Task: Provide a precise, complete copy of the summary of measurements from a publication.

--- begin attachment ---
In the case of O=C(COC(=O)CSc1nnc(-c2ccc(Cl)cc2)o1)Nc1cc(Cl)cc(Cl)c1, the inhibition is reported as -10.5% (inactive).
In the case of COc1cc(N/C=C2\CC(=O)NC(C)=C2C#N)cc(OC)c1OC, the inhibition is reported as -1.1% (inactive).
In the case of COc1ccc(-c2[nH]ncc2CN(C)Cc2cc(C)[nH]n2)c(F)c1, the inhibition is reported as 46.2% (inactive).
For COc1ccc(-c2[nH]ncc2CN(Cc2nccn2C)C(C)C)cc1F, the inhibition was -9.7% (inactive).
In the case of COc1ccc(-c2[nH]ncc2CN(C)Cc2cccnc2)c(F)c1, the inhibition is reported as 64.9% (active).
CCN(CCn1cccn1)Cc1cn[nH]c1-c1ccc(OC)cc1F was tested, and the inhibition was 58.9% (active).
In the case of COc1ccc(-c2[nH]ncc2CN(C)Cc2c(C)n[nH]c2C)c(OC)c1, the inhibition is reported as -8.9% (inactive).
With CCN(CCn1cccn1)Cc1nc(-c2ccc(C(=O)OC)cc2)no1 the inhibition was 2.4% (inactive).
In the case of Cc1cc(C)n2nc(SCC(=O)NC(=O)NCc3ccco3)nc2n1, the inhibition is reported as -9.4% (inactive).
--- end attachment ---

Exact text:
In the case of O=C(COC(=O)CSc1nnc(-c2ccc(Cl)cc2)o1)Nc1cc(Cl)cc(Cl)c1, the inhibition is reported as -10.5% (inactive).
In the case of COc1cc(N/C=C2\CC(=O)NC(C)=C2C#N)cc(OC)c1OC, the inhibition is reported as -1.1% (inactive).
In the case of COc1ccc(-c2[nH]ncc2CN(C)Cc2cc(C)[nH]n2)c(F)c1, the inhibition is reported as 46.2% (inactive).
For COc1ccc(-c2[nH]ncc2CN(Cc2nccn2C)C(C)C)cc1F, the inhibition was -9.7% (inactive).
In the case of COc1ccc(-c2[nH]ncc2CN(C)Cc2cccnc2)c(F)c1, the inhibition is reported as 64.9% (active).
CCN(CCn1cccn1)Cc1cn[nH]c1-c1ccc(OC)cc1F was tested, and the inhibition was 58.9% (active).
In the case of COc1ccc(-c2[nH]ncc2CN(C)Cc2c(C)n[nH]c2C)c(OC)c1, the inhibition is reported as -8.9% (inactive).
With CCN(CCn1cccn1)Cc1nc(-c2ccc(C(=O)OC)cc2)no1 the inhibition was 2.4% (inactive).
In the case of Cc1cc(C)n2nc(SCC(=O)NC(=O)NCc3ccco3)nc2n1, the inhibition is reported as -9.4% (inactive).